Lawyers from Americans United for Separation of Church and State are warning public officials in New York City, Philadelphia and Washington, D.C. that extensive preparation at taxpayers' expense for Pope Francis' visit later this month is a violation of the U.S. Constitution. Quoting an appeals court ruling, such aid is the type of "specific evil" the First Amendment "was designed to prevent," the group said.
The organization, which advocates for a strict separation view of the religious freedom clauses of the First Amendment, sent a letter to the mayors of the respective cities and the heads of the Secret Service, National Park Service and the Southeastern Pennsylvania Transportation Authority on Monday "to provide guidance on the constitutional limitations on governmental support of and involvement with the papal visit."
"Specifically, government bodies must not provide any aid to a Pope's religious activities that goes beyond the provision of services — such as police, safety, and security — that are regularly given for comparable public events of a similar size," states the letter, which was signed by the group's legal director Alex Luchenitser and legal fellow John McGinnis. more >>
WASHINGTON — Prominent conservative activist and author Ryan T. Anderson, one of the most prolific thinkers opposing the redefinition of marriage, thinks the Supreme Court made the right decision Monday in refusing to hear a case from a Christian Kentucky clerk who is denying marriage licenses to same-sex couples.
After the Supreme Court ruling in Obergefell v. Hodges in June established that states could no longer refuse to issue same-sex marriage licenses, Kim Davis, the elected clerk in Rowan County, Kentucky announced that her office would no longer be handing out any marriage licenses so that she could stay true to her Apostolic Christian faith.
After a federal court ruled in August that Davis' clerk office could no longer refrain from issuing marriage licenses because of her Christian objection to same-sex marriage, Davis and her lawyer filed an emergency application with the Supreme Court seeking exemption from the district court's ruling until her appeal process can be completed. However, the court struck Davis' application down. Despite her Supreme Court loss, Davis is still not issuing any marriage licenses and will face a contempt hearing Thursday. . more >>
Over 150 students at a Missouri high school walked out of class Monday and staged a two-hour protest to voice their disapproval with a transgender student's request to use the girls' locker room to change for her physical education class.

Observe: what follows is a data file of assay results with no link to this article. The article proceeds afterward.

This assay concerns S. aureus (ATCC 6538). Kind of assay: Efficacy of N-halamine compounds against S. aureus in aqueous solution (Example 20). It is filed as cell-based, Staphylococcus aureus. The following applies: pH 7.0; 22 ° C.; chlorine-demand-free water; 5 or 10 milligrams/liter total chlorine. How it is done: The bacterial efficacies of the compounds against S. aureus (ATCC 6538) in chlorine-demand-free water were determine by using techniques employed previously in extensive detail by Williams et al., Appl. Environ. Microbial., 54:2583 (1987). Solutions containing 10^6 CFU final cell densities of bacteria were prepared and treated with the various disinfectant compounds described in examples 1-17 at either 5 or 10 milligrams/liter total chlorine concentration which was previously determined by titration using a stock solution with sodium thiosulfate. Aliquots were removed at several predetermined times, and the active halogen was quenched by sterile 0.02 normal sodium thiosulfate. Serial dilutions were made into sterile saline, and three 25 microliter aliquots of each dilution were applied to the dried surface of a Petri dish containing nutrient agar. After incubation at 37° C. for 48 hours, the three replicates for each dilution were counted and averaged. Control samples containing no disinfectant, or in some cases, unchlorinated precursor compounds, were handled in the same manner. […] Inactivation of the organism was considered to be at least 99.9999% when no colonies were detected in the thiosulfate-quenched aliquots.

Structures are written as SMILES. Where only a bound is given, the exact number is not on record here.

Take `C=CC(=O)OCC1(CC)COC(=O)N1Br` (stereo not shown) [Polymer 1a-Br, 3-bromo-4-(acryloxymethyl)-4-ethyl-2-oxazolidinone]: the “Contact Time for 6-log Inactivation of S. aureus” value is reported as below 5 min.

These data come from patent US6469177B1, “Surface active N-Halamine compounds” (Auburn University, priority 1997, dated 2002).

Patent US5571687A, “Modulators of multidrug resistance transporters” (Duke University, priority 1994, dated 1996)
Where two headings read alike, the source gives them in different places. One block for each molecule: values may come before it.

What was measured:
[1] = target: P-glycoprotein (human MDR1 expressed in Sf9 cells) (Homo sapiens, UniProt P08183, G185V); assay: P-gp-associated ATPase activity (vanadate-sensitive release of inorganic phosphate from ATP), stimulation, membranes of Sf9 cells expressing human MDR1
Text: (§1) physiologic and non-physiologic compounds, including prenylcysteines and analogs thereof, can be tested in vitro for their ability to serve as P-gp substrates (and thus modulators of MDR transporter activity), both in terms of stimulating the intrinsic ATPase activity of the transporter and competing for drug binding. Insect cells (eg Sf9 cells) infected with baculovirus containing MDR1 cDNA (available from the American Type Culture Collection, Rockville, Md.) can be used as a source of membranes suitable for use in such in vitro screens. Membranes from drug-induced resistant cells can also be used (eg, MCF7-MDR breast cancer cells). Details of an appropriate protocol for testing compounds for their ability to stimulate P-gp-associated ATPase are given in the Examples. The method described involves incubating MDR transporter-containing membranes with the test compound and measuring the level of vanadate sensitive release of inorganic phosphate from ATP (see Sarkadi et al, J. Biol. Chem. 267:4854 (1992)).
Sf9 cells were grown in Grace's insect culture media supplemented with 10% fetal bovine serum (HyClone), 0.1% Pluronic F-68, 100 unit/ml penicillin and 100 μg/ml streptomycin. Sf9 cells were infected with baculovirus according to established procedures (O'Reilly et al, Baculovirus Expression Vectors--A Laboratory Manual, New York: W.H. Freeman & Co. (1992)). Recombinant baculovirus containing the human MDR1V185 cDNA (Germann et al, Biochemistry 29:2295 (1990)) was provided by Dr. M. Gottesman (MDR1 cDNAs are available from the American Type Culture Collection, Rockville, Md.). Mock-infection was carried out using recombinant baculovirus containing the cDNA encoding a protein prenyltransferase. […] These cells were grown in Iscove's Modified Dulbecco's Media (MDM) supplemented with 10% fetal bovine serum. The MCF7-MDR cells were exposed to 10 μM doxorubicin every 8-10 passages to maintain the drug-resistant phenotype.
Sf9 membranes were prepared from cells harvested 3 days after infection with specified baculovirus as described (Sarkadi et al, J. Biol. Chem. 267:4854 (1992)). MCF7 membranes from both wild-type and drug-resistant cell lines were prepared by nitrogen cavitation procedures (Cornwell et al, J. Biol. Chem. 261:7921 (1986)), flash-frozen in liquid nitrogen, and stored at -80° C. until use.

After dozens of parents showed up to a school board meeting at Hillsboro High School last Thursday to discuss their concerns over a senior transgender student's desire to use the girls' locker room and bathrooms, students and parents took to the school's parking lot on Monday to tell administrators they won't allow girls' privacy rights to be infringed upon to provide special accommodation.
While local news outlets reported that about 30 to 40 students counter protested in favor of granting Lila Perry, a 17-year-old biological male who came out as a transgender last February, permission to use the girls' bathrooms and locker room, most of the students at the rally are opposed to granting Perry the special privilege. more >>
A Kentucky high school has defied an atheist group's demand that the school keep prayer out of its pre-football game festivities, as the school kicked off its 2015 football season with a student-led invocation last Friday.
Prior to August 2011, Bell County High School practiced a long-standing tradition of letting a Christian pastor lead in a pre-game prayer over the stadium's public-address system as a way of asking God to keep the student-athletes safe.
But after the Freedom From Religion Foundation, the nation's largest atheist organization, filed a complaint with the school district's then-Superintendent George Thompson, and threatened to file a lawsuit, school officials decided to end the prayer tradition to avoid costly litigation. more >>
Outspoken Christian actress Candace Cameron Bure was selected as one of the new co-hosts of popular daytime television show "The View," ABC announced this week. Bure will join returning co-host Joy Behar, Whoopi Goldberg, Michelle Collins, Raven Symone and newcomer Paula Faris.
Bure released a statement saying she was very excited about the opportunity.
"I am thrilled to be joining 'The View' as a regular co-host this fall. I am honored to be a new addition to such a strong group of bright and opinionated women, and I look forward to sharing this exciting journey with viewers new and old," she said. "Thank you everyone for your support, encouragement, prayers and enthusiasm for my time as new co-host on 'The [View].'" more >>
As the Little Sisters of the Poor are petitioning the U.S. Supreme Court to overturn a federal court decision that forces the order of Catholic nuns to abide by the "Obamacare" contraception mandate, over 20 states, a group of Orthodox Jewish rabbis and a number of Evangelical and secular organizations are urging the high court to take up the case and protect religious liberty.
"We are deeply grateful for the outpouring of support we have received from such a wide range of people and groups," Sister Loraine Marie Maguire, Mother Provincial for the Little Sisters of the Poor, said in a statement. "We simply ask the government to allow us to continue our ministry of caring for the elderly poor as we have for over 175 years without being forced to violate our faith or pay government fines."
In July, the U.S. Tenth Circuit Court of Appeals ruled that the Little Sisters of the Poor and other religious institutions must abide by the exemption rules of the Affordable Care Act's, or "Obamacare's," Health and Human Services contraception mandate. more >>